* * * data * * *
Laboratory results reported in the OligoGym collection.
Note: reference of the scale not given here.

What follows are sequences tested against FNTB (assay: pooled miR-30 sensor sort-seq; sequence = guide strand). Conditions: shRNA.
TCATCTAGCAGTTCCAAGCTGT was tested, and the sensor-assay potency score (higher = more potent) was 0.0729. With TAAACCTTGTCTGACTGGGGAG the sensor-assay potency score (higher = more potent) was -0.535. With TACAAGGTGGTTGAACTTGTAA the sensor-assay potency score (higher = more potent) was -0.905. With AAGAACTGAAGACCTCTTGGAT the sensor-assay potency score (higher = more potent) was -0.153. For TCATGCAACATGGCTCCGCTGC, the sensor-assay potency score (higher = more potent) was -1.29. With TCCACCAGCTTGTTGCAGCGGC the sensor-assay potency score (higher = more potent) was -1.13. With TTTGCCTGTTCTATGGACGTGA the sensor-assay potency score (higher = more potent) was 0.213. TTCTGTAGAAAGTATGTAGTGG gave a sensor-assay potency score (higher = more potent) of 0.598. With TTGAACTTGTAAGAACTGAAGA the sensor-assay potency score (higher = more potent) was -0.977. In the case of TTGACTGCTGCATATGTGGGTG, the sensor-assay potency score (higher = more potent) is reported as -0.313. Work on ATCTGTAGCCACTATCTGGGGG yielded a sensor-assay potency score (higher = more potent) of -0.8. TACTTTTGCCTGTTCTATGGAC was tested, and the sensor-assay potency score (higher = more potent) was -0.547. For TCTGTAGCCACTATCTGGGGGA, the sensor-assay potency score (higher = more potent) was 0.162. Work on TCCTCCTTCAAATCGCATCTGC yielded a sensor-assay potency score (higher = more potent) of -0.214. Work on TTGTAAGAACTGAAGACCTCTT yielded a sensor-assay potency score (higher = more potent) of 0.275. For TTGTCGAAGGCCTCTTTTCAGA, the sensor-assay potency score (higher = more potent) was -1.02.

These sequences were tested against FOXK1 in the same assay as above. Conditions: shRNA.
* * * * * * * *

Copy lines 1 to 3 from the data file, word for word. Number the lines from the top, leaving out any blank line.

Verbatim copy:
Laboratory results reported in the OligoGym collection.
Note: reference of the scale not given here.

What follows are sequences tested against FNTB (assay: pooled miR-30 sensor sort-seq; sequence = guide strand). Conditions: shRNA.